Emergency police cars given to civilian staff


Seven police forces in England have given company cars with blue lights and sirens to civilian staff not trained to use them, the BBC has learned.

Finance, HR and IT directors were among nine senior staff given vehicles.

One tax expert said the recipients could save thousands of pounds each year as emergency vehicles are treated differently by HM Revenue and Customs.

The forces said the vehicles were part of their wider fleet, and denied they were provided for tax reasons.

BBC News sent Freedom of Information requests to all 45 UK forces, asking them if they had provided civilian staff with cars fitted with emergency response equipment, and received responses from all.

'Not qualified'

The seven forces which said they had were Devon and Cornwall, Merseyside, Humberside, South Yorkshire, West Yorkshire, Avon and Somerset, and Greater Manchester Police.

The main recipients were finance directors, although human resources and IT directors have also benefitted.

In addition, West Mercia and Warwickshire Police said they used to jointly pay for a car for a "director of enabling services", but no longer did so.

None of the vehicles had been used in an emergency, and the drivers of the vehicles were not qualified to use them in such circumstances.

Image copyright Sheaf Graphics
Image caption South Yorkshire's Police and Crime Commissioner Alan Billings said he was disappointed to learn of the practice

South Yorkshire and Humberside Police were the only forces to say they provided two senior civilian staff with vehicles.

In a statement to the BBC, South Yorkshire's Police and Crime Commissioner Alan Billings said the scheme pre-dated the appointment of police and crime commissioners.

"Even so, I am disappointed that I was not made aware of it. I have asked the chief constable to review the policy and I understand that the equipment has now been disconnected, pending removal from the vehicles."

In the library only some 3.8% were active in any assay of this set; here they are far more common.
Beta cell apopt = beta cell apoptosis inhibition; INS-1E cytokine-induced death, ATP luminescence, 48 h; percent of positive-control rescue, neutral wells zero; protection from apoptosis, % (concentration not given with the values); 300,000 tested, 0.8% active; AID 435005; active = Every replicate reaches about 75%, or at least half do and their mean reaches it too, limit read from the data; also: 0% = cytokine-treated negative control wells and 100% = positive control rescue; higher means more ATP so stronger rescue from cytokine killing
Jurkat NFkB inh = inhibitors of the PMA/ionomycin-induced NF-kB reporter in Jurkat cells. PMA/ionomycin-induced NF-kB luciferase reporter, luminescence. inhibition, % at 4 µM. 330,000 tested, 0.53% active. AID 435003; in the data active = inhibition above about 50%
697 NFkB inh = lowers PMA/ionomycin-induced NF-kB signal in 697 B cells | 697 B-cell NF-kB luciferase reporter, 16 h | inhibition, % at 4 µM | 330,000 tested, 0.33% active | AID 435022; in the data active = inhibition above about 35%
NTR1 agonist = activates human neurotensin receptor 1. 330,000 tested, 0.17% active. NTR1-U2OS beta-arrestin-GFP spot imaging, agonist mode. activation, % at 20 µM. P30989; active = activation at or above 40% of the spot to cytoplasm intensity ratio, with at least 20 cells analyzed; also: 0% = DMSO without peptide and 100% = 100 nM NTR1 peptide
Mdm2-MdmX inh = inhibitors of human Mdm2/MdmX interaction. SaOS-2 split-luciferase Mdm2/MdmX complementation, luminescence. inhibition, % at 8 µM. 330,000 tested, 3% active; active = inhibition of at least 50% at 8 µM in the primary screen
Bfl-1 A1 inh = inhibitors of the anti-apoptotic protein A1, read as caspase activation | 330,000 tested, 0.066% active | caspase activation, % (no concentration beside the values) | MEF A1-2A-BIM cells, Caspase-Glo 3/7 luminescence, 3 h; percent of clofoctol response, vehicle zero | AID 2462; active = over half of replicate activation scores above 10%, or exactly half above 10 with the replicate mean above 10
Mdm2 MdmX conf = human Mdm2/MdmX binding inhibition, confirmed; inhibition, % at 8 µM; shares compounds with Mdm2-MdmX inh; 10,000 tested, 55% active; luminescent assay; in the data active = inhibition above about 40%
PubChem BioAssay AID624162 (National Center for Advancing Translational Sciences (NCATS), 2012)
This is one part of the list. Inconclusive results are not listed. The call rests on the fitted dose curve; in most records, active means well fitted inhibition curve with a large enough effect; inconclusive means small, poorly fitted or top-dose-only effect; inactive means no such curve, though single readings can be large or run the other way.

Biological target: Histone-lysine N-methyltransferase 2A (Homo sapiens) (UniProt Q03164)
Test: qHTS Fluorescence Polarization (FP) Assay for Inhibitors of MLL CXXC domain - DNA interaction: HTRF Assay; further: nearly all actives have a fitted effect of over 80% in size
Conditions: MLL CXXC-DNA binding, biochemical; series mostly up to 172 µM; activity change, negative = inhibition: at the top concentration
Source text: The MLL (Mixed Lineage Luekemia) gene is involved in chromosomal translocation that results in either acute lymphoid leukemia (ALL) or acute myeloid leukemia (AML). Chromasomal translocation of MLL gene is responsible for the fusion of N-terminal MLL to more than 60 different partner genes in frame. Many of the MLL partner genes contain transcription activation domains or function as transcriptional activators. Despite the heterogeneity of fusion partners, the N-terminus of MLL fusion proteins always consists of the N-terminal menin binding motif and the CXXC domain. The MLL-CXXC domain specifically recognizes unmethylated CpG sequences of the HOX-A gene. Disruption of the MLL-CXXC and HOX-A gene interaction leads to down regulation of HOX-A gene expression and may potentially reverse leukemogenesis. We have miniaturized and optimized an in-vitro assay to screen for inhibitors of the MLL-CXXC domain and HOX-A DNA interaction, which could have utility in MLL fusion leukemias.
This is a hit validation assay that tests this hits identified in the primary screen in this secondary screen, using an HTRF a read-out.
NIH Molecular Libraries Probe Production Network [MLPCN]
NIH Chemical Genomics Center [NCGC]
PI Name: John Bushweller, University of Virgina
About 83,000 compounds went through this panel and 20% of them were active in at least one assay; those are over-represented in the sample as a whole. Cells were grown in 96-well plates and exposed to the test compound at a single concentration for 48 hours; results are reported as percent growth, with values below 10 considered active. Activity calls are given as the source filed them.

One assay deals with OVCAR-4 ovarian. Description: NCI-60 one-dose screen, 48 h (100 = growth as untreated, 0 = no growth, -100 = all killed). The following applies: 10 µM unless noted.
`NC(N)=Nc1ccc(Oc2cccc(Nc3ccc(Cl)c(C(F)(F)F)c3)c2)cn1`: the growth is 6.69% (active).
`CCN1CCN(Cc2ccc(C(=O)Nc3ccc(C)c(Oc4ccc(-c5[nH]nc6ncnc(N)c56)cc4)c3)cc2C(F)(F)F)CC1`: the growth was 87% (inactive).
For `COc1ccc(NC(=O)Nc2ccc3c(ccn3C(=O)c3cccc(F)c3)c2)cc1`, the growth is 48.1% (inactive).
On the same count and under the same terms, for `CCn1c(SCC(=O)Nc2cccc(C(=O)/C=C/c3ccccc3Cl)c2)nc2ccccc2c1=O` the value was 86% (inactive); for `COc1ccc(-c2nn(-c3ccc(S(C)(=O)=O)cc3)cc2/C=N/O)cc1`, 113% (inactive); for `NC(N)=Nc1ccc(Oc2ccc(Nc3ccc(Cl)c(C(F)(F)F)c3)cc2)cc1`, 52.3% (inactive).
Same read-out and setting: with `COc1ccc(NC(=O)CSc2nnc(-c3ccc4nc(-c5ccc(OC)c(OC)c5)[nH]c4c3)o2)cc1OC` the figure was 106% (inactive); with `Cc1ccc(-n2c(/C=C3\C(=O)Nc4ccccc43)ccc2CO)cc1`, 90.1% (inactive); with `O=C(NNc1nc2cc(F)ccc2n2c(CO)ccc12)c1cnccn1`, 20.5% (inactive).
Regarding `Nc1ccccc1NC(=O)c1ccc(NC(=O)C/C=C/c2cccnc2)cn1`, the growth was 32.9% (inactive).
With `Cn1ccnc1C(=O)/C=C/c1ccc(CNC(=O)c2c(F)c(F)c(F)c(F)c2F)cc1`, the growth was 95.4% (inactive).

Responses by force

The BBC sent Freedom of Information requests to all 45 police forces in the UK. All responded. Seven forces said they had provided cars for the following civilian personnel:

Devon and Cornwall - Head of roads policing unit

Greater Manchester Police - Assistant chief officer

Humberside (two cars) - Assistant chief officer of HR; Assistant chief officer support

Merseyside - Director of finance

West Yorkshire - Director of finance and business

Avon and Somerset - Chief financial officer

South Yorkshire (two cars) - Director of finance; Director of IT

In addition, West Mercia and Warwickshire forces said they previously provided a joint vehicle to a director of enabling Services.

Humberside Police said one of the vehicles was made available for driver training on a regular basis, while the other supplemented the force's fleet and could be used for special events or royal visits.

The forces all denied the arrangements were part of efforts to reduce their tax bills.

But a report earlier this year from the College of Policing found many police officers felt "a culture of entitlement" existed at senior levels within forces.

A focus group spoke of "staff at chief officer rank being provided with executive cars fitted with emergency equipment", such as blue lights and sirens.

This was despite the fact they would not have been trained or authorised to use the vehicle, and was "apparently motivated by the advantageous tax treatment available for emergency vehicles," officers in the focus group said.

Laura Hutchinson, a director at tax specialists Forbes Dawson, said any potential tax saving would depend on the cost of the vehicle and its CO2 emissions.

'Tax break'

For example, a BMW 5 series saloon costing £30,000 would incur a taxable benefit charge of more than £2,200 for someone paying the 40% tax rate.

However, this fee would not apply if HMRC was satisfied that the vehicle was used for emergency purposes.

"It is clear that the vehicle does not have to be a marked car, which may make this an attractive route to providing tax-free benefits where the rules were not intended to apply," said Ms Hutchinson.

Earlier this week, officers in the West Midlands complained that their siren-less vehicles were hampering efforts to catch criminals.

In 2011, a BMW fitted with emergency response equipment - covert blue lights and a two-tone siren - was stolen from outside the home of the force's former finance director.

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